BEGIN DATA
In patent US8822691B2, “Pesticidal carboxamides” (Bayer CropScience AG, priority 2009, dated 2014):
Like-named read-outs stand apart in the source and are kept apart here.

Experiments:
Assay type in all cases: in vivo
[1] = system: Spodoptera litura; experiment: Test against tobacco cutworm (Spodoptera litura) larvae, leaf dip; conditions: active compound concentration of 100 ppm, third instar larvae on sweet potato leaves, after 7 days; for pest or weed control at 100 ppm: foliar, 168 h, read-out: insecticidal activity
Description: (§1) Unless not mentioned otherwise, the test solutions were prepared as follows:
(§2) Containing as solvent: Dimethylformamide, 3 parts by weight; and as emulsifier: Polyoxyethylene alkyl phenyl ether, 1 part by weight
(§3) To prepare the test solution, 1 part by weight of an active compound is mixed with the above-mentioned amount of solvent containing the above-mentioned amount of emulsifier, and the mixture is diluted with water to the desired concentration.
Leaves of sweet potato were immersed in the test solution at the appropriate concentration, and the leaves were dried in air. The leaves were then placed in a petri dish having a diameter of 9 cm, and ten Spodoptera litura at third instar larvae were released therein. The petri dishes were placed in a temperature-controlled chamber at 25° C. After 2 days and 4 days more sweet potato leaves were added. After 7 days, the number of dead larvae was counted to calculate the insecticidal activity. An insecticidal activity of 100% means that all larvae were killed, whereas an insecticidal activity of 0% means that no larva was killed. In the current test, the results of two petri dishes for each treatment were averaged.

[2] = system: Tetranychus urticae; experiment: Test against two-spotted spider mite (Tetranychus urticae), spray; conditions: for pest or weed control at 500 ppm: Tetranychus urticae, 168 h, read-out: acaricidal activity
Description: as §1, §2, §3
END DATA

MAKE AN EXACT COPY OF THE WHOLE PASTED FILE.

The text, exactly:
In patent US8822691B2, “Pesticidal carboxamides” (Bayer CropScience AG, priority 2009, dated 2014):
Like-named read-outs stand apart in the source and are kept apart here.

Experiments:
Assay type in all cases: in vivo
[1] = system: Spodoptera litura; experiment: Test against tobacco cutworm (Spodoptera litura) larvae, leaf dip; conditions: active compound concentration of 100 ppm, third instar larvae on sweet potato leaves, after 7 days; for pest or weed control at 100 ppm: foliar, 168 h, read-out: insecticidal activity
Description: (§1) Unless not mentioned otherwise, the test solutions were prepared as follows:
(§2) Containing as solvent: Dimethylformamide, 3 parts by weight; and as emulsifier: Polyoxyethylene alkyl phenyl ether, 1 part by weight
(§3) To prepare the test solution, 1 part by weight of an active compound is mixed with the above-mentioned amount of solvent containing the above-mentioned amount of emulsifier, and the mixture is diluted with water to the desired concentration.
Leaves of sweet potato were immersed in the test solution at the appropriate concentration, and the leaves were dried in air. The leaves were then placed in a petri dish having a diameter of 9 cm, and ten Spodoptera litura at third instar larvae were released therein. The petri dishes were placed in a temperature-controlled chamber at 25° C. After 2 days and 4 days more sweet potato leaves were added. After 7 days, the number of dead larvae was counted to calculate the insecticidal activity. An insecticidal activity of 100% means that all larvae were killed, whereas an insecticidal activity of 0% means that no larva was killed. In the current test, the results of two petri dishes for each treatment were averaged.

[2] = system: Tetranychus urticae; experiment: Test against two-spotted spider mite (Tetranychus urticae), spray; conditions: for pest or weed control at 500 ppm: Tetranychus urticae, 168 h, read-out: acaricidal activity
Description: as §1, §2, §3